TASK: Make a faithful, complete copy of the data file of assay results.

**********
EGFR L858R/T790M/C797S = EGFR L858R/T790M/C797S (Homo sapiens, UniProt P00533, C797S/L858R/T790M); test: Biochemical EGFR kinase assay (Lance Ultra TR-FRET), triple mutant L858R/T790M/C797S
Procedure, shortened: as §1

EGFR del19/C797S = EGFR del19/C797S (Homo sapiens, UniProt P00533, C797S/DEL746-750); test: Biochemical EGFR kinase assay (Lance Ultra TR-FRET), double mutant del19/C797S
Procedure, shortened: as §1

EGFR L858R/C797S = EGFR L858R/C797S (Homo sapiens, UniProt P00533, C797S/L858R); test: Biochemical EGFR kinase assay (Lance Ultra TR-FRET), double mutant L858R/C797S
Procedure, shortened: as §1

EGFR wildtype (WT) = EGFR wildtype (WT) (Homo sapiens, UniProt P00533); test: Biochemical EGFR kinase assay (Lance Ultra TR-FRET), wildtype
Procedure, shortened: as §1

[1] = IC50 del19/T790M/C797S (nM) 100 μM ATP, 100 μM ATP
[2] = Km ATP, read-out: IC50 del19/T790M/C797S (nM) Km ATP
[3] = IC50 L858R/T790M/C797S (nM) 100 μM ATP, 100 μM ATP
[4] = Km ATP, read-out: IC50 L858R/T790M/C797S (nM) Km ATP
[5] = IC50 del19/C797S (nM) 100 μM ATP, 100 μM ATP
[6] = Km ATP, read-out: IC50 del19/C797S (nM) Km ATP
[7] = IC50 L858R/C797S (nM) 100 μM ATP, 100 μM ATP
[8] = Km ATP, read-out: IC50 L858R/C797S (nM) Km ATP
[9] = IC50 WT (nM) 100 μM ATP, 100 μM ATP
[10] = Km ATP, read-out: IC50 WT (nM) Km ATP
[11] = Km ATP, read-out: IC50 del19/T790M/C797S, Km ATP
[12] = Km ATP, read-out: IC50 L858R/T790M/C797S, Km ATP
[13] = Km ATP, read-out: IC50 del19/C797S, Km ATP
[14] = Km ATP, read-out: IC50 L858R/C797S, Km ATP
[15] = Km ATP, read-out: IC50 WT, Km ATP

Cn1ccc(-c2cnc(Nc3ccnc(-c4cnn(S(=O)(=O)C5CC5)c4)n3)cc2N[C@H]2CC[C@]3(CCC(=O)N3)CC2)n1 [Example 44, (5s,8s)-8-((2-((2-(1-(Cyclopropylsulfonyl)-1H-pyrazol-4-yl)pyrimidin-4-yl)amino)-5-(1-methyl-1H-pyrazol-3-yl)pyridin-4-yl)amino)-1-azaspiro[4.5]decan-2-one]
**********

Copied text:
EGFR L858R/T790M/C797S = EGFR L858R/T790M/C797S (Homo sapiens, UniProt P00533, C797S/L858R/T790M); test: Biochemical EGFR kinase assay (Lance Ultra TR-FRET), triple mutant L858R/T790M/C797S
Procedure, shortened: as §1

EGFR del19/C797S = EGFR del19/C797S (Homo sapiens, UniProt P00533, C797S/DEL746-750); test: Biochemical EGFR kinase assay (Lance Ultra TR-FRET), double mutant del19/C797S
Procedure, shortened: as §1

EGFR L858R/C797S = EGFR L858R/C797S (Homo sapiens, UniProt P00533, C797S/L858R); test: Biochemical EGFR kinase assay (Lance Ultra TR-FRET), double mutant L858R/C797S
Procedure, shortened: as §1

EGFR wildtype (WT) = EGFR wildtype (WT) (Homo sapiens, UniProt P00533); test: Biochemical EGFR kinase assay (Lance Ultra TR-FRET), wildtype
Procedure, shortened: as §1

[1] = IC50 del19/T790M/C797S (nM) 100 μM ATP, 100 μM ATP
[2] = Km ATP, read-out: IC50 del19/T790M/C797S (nM) Km ATP
[3] = IC50 L858R/T790M/C797S (nM) 100 μM ATP, 100 μM ATP
[4] = Km ATP, read-out: IC50 L858R/T790M/C797S (nM) Km ATP
[5] = IC50 del19/C797S (nM) 100 μM ATP, 100 μM ATP
[6] = Km ATP, read-out: IC50 del19/C797S (nM) Km ATP
[7] = IC50 L858R/C797S (nM) 100 μM ATP, 100 μM ATP
[8] = Km ATP, read-out: IC50 L858R/C797S (nM) Km ATP
[9] = IC50 WT (nM) 100 μM ATP, 100 μM ATP
[10] = Km ATP, read-out: IC50 WT (nM) Km ATP
[11] = Km ATP, read-out: IC50 del19/T790M/C797S, Km ATP
[12] = Km ATP, read-out: IC50 L858R/T790M/C797S, Km ATP
[13] = Km ATP, read-out: IC50 del19/C797S, Km ATP
[14] = Km ATP, read-out: IC50 L858R/C797S, Km ATP
[15] = Km ATP, read-out: IC50 WT, Km ATP

Cn1ccc(-c2cnc(Nc3ccnc(-c4cnn(S(=O)(=O)C5CC5)c4)n3)cc2N[C@H]2CC[C@]3(CCC(=O)N3)CC2)n1 [Example 44, (5s,8s)-8-((2-((2-(1-(Cyclopropylsulfonyl)-1H-pyrazol-4-yl)pyrimidin-4-yl)amino)-5-(1-methyl-1H-pyrazol-3-yl)pyridin-4-yl)amino)-1-azaspiro[4.5]decan-2-one]